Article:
Any auditor who files a report to the US Securities and Exchange Commission is required to be a CPA. Depending on the auditor's state, CPAs are required to have a certain number of years of education plus on the job experience. To maintain the CPA certification, auditors will be required to attend continuing education classes every year.

Auditors can earn additional certifications, according to the US Bureau of Labor Statistics. The Institute of Internal Auditors offers the Certified Internal Auditor (CIA) designation to college graduates who have worked for two years as internal auditors and have passed a four-part examination. The same organization also offers the designations of Certified in Control Self-Assessment (CCSA), Certified Government Auditing Professional (CGAP), and Certified Financial Services Auditor (CFSA). To obtain these certifications, auditors must pass the exams and meet educational and experience requirements.

ISACA confers the Certified Information Systems Auditor (CISA) designation upon candidates who pass an examination and have five years of experience auditing information systems. Information systems experience, financial or operational auditing experience, or related college credit hours can be substituted for up to two years of information systems auditing, control or security experience.

Knowledge, Skills, and Abilities

The most important knowledge for most internal auditors to possess is the knowledge of standard business accounting practices as published by the SEC and other government agencies. In the United States accounting associations have also published acceptable, ethical accounting guidelines and procedures which their members are expected to adhere to.

The internal auditor responsible for auditing a company's accounting procedures needs to have extensive knowledge and understanding of all of these standards and guidelines, as well as how the particular company operated and manages its financial resources. Auditors need to be very familiar with the government's accounting regulations and IRS tax reporting guidelines. Additionally auditors will need to know the bank's own accounting policies and procedures.

Internal auditors must be sticklers for details. No detail can be overlooked or omitted. The internal auditor needs to be thorough, organized, and systematic. Since internal auditors need to work with different people in different business units, they should also have very strong communication skills, including strong writing skills. They should be comfortable working as a team. They should also be comfortable delivering less than favorable information to business units when the occasion arises.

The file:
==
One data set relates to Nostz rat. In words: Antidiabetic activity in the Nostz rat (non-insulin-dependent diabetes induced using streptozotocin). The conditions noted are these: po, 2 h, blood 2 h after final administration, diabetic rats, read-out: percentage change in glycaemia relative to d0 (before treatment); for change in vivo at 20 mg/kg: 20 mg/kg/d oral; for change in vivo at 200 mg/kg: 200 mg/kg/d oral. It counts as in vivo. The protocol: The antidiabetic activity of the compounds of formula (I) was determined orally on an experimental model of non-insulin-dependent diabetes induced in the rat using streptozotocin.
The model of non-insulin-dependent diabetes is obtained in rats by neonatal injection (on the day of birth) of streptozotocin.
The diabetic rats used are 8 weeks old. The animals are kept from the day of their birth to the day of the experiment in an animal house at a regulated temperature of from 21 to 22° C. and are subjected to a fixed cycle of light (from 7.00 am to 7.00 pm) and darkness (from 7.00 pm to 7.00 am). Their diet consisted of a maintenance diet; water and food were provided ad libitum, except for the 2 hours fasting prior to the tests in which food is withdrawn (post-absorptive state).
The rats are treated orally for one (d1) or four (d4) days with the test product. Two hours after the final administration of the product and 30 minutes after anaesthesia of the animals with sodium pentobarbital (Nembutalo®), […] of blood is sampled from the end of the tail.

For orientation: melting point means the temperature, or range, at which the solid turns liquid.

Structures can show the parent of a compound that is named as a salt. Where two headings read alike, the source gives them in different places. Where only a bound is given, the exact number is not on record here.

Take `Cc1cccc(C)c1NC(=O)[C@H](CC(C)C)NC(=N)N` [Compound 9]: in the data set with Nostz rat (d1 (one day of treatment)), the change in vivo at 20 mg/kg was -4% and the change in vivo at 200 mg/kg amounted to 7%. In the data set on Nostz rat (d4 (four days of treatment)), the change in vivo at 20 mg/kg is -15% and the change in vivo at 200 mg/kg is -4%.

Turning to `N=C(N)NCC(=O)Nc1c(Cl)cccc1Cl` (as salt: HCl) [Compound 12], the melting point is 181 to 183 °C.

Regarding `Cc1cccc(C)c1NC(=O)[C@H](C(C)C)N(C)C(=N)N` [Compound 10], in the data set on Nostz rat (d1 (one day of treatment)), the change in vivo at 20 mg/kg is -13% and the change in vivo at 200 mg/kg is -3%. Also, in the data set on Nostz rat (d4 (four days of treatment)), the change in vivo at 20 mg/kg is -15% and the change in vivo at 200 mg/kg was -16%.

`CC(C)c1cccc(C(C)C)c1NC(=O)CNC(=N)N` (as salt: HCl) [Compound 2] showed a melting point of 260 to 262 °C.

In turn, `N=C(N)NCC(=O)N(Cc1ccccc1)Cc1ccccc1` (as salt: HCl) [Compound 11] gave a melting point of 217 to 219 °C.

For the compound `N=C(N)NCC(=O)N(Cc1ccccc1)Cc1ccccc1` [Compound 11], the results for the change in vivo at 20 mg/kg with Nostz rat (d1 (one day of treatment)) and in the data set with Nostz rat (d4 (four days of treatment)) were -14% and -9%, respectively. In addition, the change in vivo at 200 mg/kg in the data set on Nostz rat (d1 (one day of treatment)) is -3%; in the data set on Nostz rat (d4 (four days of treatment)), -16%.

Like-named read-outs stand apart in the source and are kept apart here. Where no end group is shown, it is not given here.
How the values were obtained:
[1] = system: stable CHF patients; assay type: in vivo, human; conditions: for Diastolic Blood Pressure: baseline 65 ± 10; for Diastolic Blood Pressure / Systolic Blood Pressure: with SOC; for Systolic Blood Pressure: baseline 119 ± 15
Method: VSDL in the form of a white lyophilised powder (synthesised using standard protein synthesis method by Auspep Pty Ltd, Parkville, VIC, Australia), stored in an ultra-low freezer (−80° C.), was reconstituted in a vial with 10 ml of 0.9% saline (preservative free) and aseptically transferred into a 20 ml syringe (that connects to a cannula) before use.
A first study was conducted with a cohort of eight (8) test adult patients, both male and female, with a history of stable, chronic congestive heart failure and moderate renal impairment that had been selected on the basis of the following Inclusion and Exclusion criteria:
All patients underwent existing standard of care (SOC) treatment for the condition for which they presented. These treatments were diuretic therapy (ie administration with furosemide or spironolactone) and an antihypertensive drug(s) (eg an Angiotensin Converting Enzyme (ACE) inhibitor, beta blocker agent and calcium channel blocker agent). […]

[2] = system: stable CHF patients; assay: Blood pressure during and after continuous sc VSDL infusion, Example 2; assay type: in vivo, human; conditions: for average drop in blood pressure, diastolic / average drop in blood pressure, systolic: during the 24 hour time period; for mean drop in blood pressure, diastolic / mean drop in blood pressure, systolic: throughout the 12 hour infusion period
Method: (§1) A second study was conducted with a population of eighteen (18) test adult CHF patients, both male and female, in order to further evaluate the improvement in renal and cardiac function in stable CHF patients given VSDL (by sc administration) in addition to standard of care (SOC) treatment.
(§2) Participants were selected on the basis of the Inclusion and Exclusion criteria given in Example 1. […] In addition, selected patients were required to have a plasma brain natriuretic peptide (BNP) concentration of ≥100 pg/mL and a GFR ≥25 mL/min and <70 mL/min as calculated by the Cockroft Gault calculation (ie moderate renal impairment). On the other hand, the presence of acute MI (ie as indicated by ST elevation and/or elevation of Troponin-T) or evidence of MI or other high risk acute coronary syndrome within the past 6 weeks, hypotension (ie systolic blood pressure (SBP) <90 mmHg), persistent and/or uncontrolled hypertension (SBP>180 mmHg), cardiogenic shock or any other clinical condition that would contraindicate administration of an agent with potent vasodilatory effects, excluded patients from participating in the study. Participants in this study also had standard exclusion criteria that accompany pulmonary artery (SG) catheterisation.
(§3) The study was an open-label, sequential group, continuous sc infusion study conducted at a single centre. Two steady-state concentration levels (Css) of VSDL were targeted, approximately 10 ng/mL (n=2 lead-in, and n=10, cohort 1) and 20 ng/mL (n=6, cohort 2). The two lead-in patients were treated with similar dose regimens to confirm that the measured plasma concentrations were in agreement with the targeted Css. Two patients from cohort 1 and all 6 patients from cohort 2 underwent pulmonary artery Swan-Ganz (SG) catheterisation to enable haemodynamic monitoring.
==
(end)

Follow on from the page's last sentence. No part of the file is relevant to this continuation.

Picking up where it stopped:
Average Salary

Internal auditors working for large banking institutions can earn a higher average salary than auditors working for accounting firms, government agencies, and smaller banks. According to the U.S. Bureau of Labor Statistics, accountants and auditors earn an average of approximately $59,000 per year. That is not specific to internal auditors at banks and includes accountants and auditors at every level in an organization. More senior auditors can earn as much as approximately $85,000 per year, or more, depending on the location of the bank, according to Salary.com. Here's the latest salary information:

Potential Career Paths

Internal auditors are poised for upward mobility within a company for several reasons. First, they must learn and communicate sound, ethical, and best business practices for their company. Secondly, they become intimately familiar with the company's business practices and become valuable because of this knowledge. Improving a company's practices through its internal audit structure can have a noticeable impact on its profitability. All of this often leads auditors to substantial careers in their industries, and the banking industry is no exception.

Internal auditors start out in entry level positions, which can lead to more advanced and senior positions. From there, successful auditors can become managers and executives, sometimes of the accounting and/or auditing departments.